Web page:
East End Hospice now visiting area nursing homes

05/05/2011 10:49 AM |

TIM KELLY FILE PHOTO | Thomas Calendrillo (left) his sister, nancy Daab, and her children, Celine and Alan, found an ornament bearing the name of the children's grandfather, Joseph Calendrillo at East End Hospice's Tree of Lights on the Cutchogue Village Green in December.

TIM KELLY FILE PHOTO | Thomas Calendrillo (left) his sister, nancy Daab, and her children, Celine and Alan, found an ornament bearing the name of the children's grandfather, Joseph Calendrillo at East End Hospice's Tree of Lights on the Cutchogue Village Green in December.

“Do not go gentle into that good night, Old age should burn and rave at close of day.”

Despite the sentiments of Welsh poet Dylan Thomas, there are those at East End Hospice in Westhampton Beach who “would wish all a gentle departure” from this earth, according to consultant Helen Proud.

To that end, the organization has spread its wings beyond its core mission of offering end-of-life care to individuals and is now bringing its services to terminal patients and their families in area nursing homes. San Simeon by the Sound Center for Nursing and Rehabilitation in Greenport is the latest local facility to invite hospice workers to train staff and work with terminal patients.

Although San Simeon hasn’t yet had a patient who opted for hospice care, staff there have been trained by hospice workers, who stand ready to offer specific patient plans of care should the need arise. That can include visits by hospice nurses, social workers, aides and hospice volunteers, said Ms. Proud.

She worked for the Suffolk County Department of Health Services for years before she retired and became an East End Hospice volunteer in the early 1990s. That experience led to her current part-time consulting position in which she assists with creating contracts between hospital and nursing home facilities to offer hospice services to their patients.

When San Simeon administrator Priscilla DeMasi suggested an alliance last year, Ms. Proud jumped in. A number of families inquiring about care for their loved ones at San Simeon had asked whether hospice care was part of the center’s program. That prompted Ms. DeMasi to explore an alliance.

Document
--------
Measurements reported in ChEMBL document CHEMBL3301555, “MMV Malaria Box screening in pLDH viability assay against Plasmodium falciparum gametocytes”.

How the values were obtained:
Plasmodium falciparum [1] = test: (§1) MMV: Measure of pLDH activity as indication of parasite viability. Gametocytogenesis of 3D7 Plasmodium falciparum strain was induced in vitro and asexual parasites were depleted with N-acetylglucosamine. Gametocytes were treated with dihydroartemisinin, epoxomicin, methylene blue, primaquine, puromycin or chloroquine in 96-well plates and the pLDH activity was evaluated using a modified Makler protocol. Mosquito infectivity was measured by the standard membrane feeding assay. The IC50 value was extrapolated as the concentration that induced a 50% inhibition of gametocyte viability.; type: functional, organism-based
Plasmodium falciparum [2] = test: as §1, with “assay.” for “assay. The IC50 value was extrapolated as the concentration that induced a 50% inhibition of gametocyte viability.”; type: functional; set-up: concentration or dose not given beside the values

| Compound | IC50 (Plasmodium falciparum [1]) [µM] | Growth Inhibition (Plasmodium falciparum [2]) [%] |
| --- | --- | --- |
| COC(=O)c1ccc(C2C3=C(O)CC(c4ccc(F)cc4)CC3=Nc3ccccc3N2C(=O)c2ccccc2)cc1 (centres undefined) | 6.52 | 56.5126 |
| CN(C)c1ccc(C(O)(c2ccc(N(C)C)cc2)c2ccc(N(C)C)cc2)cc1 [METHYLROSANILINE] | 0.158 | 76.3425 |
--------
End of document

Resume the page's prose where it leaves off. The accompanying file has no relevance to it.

“Let’s move on it,” was Ms. Proud’s response. “We’re all part of the same community.”

It took between nine months and a year to get all the paperwork in order, Ms. DeMasi said. The Suffolk County Department of Health Services had to approve San Simeon as a site for hospice care under East End Hospice’s license, she said.

East End Hospice pays San Simeon for the services the center’s staff provides to hospice patients. The funding comes largely through Medicare and Medicaid payments to East End Hospice, Ms. DeMasi said.

Training for San Simeon staff in hospice practices was “wonderful,” Ms. DeMasi said.

San Simeon has the kind of spirit in providing services to its residents that East End Hospice has always embraced, Ms. Proud said.

“We are very, very happy to have this arrangement with East End Hospice,” Ms. DeMasi said. “We look at it as an extension of what we can offer to our residents.”

East End Hospice has had similar arrangements with Riverhead Care Center, Peconic Bay Medical Center’s skilled nursing facility, Peconic Landing and Hampton Care Center, Ms. Proud said. Other hospice patients, who remain in their homes, are able to obtain services from trained home health aides and staff.

By working with local nursing homes, patients can receive hospice care within their own communities, Ms. Proud said.

In addition to providing pain management assistance, hospice offers emotional and spiritual support and respite care for family caretakers of terminal patients living at home. Hospice workers maintain communications with a patient’s primary care physician and offer counseling to families during treatment and bereavement help after a patient dies.

At a recent training session, medical personnel and aides at San Simeon watched a video that explored how to deal with hospice patients’ spiritual needs during end-of-life care.

The heart of the lesson was the recognition that not everyone needs to discuss spiritual matters with the clergy but it’s important to give all patients an opportunity to talk about their thoughts, fears and expectations.

For many, it’s an opportunity to talk about the meaning of their lives so they can “die an appropriate death,” said Dr. Kenneth Doka, a professor of gerontology at the graduate school of The College of New Rochelle and a consultant to the Hospice Foundation of America.

“We have to tread very carefully,” said Rabbi Gary Fink, a pastoral counselor and chaplain at Montgomery Hospice in Rockville, Md. Some patients want help in working through issues that cause them distress while others don’t, he said.

The goal should be to find what will work for each patient to “gentle this journey,” he said.

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